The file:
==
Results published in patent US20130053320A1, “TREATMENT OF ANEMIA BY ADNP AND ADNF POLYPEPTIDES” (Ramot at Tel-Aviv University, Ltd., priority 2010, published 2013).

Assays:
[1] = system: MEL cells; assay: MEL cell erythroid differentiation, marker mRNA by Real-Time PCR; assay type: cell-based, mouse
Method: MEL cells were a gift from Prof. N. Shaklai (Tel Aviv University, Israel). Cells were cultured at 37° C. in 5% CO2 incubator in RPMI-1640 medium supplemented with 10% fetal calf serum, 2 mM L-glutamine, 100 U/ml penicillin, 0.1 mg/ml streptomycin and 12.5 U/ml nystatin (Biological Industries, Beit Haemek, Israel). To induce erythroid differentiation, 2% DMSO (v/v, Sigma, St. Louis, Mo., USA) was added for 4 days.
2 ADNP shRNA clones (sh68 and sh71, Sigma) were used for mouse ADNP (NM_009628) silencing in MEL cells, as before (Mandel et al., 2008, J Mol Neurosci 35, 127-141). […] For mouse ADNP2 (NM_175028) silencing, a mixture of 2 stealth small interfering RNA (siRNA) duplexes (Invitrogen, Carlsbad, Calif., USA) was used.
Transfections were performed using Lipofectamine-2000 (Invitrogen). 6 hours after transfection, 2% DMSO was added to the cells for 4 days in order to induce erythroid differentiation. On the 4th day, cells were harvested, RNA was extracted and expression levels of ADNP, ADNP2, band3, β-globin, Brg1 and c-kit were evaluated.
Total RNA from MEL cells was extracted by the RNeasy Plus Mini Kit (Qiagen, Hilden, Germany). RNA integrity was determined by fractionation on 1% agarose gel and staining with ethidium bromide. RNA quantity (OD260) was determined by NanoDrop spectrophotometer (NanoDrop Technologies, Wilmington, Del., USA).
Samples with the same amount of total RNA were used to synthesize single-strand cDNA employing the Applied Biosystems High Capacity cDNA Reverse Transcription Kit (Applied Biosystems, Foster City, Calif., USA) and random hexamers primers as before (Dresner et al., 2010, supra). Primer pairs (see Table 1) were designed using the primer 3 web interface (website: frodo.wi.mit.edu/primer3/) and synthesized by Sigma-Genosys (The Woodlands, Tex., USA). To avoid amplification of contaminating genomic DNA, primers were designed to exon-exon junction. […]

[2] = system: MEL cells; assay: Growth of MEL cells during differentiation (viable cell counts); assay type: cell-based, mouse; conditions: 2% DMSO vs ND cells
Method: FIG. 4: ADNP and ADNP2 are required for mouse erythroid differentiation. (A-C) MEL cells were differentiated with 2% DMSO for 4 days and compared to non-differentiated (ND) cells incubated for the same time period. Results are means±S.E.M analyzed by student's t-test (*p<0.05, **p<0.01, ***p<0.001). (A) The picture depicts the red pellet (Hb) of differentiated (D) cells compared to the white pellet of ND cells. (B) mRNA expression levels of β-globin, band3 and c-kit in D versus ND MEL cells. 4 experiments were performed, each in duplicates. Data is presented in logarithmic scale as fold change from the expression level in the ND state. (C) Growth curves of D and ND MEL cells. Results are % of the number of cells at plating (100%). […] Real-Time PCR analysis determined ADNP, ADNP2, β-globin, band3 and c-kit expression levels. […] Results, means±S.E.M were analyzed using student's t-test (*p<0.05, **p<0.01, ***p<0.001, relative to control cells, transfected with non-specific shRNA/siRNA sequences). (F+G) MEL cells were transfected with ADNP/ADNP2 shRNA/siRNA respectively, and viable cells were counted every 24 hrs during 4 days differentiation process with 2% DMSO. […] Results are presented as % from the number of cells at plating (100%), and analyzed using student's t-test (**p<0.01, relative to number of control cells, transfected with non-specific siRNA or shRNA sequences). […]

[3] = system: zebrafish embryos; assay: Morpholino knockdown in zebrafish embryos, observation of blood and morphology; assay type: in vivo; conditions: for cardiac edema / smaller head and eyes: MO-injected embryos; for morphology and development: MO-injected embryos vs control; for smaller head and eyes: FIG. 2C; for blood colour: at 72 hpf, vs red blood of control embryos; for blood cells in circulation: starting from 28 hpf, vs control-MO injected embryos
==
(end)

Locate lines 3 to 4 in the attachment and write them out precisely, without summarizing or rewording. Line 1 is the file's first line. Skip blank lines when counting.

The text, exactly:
[1] = system: MEL cells; assay: MEL cell erythroid differentiation, marker mRNA by Real-Time PCR; assay type: cell-based, mouse
Method: MEL cells were a gift from Prof. N. Shaklai (Tel Aviv University, Israel). Cells were cultured at 37° C. in 5% CO2 incubator in RPMI-1640 medium supplemented with 10% fetal calf serum, 2 mM L-glutamine, 100 U/ml penicillin, 0.1 mg/ml streptomycin and 12.5 U/ml nystatin (Biological Industries, Beit Haemek, Israel). To induce erythroid differentiation, 2% DMSO (v/v, Sigma, St. Louis, Mo., USA) was added for 4 days.